Westbury’s smash their A Year for Ailsa target

The Westbury family, from left, Kirsty, Tony, Matthew and Heather.
The Westbury family, from left, Kirsty, Tony, Matthew and Heather.

The Westbury family have had some “epic adventures and bittersweet moments” since launching a year-long fundraising campaign back in January, they say.

After losing their mum and wife Ailsa Wylie to cancer, the Melrose family decided to focus on a year of fundraising for 2017 instead of the tragedy that hit them in November.

Ailsa Wylie.

Ailsa Wylie.

Setting themselves at least one challenge a month for the year, and a fundraising total of £10,000, the family’s campaign kicked off with a charity Zumbathon, and further fundraisers have taken place each month since without fail.

The children, pupils at Melrose Primary School and Earlston High School have taken on challenging runs, climbs, head-shaves and a 24-hour bikeathon, while Tony has swum the length of St Mary’s Loch and completed the Tour de Lauder, and many more challenges, each picked as something Ailsa would have been proud to have seen the family achieve or something she would have enjoyed herself.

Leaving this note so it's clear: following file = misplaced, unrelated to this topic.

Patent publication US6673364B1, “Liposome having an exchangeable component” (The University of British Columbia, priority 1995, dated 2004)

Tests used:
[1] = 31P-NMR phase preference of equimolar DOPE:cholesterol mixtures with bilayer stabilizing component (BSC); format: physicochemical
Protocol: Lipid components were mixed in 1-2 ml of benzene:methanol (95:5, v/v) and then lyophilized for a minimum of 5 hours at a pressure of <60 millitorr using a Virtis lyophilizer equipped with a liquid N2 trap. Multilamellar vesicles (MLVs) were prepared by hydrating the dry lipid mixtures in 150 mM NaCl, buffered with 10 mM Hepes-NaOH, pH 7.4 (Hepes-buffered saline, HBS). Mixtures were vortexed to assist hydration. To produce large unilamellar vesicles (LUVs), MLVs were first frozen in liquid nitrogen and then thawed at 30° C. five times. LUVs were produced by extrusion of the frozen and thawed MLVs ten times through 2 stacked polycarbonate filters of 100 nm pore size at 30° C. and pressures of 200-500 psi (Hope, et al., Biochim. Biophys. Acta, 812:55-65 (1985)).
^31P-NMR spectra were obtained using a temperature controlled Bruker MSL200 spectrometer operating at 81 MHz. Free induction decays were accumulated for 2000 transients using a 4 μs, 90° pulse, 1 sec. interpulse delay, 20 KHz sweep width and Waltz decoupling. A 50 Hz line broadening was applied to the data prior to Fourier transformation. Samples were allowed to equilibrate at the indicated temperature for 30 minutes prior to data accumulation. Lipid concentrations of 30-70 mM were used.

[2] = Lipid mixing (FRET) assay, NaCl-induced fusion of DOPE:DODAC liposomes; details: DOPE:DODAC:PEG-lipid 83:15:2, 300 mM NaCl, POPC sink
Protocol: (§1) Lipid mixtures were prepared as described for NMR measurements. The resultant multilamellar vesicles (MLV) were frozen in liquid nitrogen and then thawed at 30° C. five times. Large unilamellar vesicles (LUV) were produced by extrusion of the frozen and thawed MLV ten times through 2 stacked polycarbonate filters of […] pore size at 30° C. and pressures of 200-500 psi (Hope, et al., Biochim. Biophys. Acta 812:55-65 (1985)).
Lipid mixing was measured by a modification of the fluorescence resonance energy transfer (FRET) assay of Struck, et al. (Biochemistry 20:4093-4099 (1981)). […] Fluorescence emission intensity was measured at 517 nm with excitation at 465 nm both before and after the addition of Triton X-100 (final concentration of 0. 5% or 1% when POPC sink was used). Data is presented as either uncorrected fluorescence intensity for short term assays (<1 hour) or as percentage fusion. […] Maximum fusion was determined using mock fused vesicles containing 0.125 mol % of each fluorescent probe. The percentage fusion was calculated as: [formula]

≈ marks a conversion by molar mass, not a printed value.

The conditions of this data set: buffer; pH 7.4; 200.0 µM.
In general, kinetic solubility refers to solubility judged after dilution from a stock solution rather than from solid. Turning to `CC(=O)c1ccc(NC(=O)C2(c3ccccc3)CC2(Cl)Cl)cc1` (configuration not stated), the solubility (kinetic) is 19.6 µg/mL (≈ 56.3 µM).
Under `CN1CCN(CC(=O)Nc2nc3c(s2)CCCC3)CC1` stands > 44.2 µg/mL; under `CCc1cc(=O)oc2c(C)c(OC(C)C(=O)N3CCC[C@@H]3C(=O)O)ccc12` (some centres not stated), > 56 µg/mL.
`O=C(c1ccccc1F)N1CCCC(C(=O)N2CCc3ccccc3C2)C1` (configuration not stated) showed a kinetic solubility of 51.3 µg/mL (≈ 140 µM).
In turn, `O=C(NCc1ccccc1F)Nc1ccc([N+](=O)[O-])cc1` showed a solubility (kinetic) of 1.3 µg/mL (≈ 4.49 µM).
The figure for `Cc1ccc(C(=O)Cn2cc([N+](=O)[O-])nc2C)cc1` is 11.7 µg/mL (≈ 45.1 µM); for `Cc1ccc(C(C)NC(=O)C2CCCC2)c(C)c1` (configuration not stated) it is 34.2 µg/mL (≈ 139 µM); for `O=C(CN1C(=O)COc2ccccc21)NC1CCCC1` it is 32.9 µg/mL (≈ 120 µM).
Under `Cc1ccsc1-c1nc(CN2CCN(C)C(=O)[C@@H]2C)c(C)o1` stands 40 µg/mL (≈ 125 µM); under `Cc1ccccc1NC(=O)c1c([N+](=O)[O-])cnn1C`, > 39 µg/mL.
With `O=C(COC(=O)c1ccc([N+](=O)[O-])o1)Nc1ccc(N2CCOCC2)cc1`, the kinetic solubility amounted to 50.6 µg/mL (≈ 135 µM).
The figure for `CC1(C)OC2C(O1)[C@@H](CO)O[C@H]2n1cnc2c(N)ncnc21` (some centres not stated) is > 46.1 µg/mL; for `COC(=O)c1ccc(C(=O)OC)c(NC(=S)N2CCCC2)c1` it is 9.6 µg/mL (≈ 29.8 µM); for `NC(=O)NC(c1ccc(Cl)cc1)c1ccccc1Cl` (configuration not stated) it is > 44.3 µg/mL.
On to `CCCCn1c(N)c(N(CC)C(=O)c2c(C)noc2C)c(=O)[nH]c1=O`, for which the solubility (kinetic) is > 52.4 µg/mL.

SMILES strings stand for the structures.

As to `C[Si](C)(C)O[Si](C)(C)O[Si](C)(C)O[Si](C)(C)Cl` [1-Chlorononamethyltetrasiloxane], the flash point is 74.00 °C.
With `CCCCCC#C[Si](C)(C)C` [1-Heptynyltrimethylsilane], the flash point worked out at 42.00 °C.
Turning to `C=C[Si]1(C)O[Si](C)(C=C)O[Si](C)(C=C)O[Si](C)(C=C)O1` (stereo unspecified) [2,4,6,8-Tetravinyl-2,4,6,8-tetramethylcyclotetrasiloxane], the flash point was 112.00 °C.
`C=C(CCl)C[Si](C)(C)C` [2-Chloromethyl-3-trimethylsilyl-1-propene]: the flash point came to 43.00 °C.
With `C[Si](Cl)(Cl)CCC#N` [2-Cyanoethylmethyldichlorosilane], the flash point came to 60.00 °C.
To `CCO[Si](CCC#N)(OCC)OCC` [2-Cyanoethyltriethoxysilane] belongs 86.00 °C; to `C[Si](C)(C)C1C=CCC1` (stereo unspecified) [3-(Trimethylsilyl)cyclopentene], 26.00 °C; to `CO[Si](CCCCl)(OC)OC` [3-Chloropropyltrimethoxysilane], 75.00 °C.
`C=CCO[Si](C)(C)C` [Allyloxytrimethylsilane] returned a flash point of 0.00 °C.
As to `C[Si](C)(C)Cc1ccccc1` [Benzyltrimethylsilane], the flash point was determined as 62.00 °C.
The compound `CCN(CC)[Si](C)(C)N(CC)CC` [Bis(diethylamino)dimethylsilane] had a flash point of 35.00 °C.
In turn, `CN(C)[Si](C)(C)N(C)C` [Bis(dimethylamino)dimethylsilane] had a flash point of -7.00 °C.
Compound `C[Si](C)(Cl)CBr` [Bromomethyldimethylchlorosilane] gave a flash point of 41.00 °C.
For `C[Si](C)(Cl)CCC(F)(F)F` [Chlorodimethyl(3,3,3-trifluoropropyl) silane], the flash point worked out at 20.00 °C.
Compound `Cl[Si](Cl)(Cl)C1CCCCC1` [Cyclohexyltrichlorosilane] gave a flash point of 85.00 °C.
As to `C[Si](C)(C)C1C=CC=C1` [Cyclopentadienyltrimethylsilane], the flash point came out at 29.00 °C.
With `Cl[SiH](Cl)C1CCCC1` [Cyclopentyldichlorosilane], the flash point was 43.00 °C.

But little did they know that by June, six months ahead of schedule, they would have smashed that total, having now raised more than £12,000.

Tony, 53, a sports science lecturer at Edinburgh Napier University, admits to being “absolutely astonished and a little bit overwhelmed” at the level of support he and his children – Matthew, 10, Kirsty, 13, and Heather, 14, have received.

He said: “A lot of the total has come too from spontaneous things that people have done off their own backs really, and that really has been so good of everyone.

“It’s a bit overwhelming. The kids are really pleased.”

Tony says the challenge has helped his family through the summmer holidays, giving them a focus when he feared the break from school and routine distractions might have proved difficult for them.

Ailsa, a lead clinician for sexual health based in Galashiels, first battled cancer in 2001. She underwent treatment for breast cancer before receiving the all-clear, only to be diagnosed with secondary cancers in her spine and liver four years later in November 2015.

The money raised is being split between the Macmillan Cancer Support centre and the Margaret Kerr Unit at the Borders General Hospital in Melrose, the Maggie’s Centre in Edinburgh and Melrose charity Hope for Life.

“It’s amazing,” Tony added. “We are so grateful to everyone who has supported all our efforts.”

The campaign culminates in December with a celebratory celidh, but before that the Melrose-based Merlin Academy of Traditional Music is hosting a fundraising concert.

Academy director Bridget Gray said: “We are delighted to support a year for Ailsa, and what better way to bring everybody together than with music?

“Our students will perform, and there’ll also be a wonderful surprise along the way.”

Tickets for the concert on Friday, September 29, at 7pm in Melrose Corn Exchange are available online at eventbrite.com

For details of how to donate, go to www.facebook.com/ayearforailsa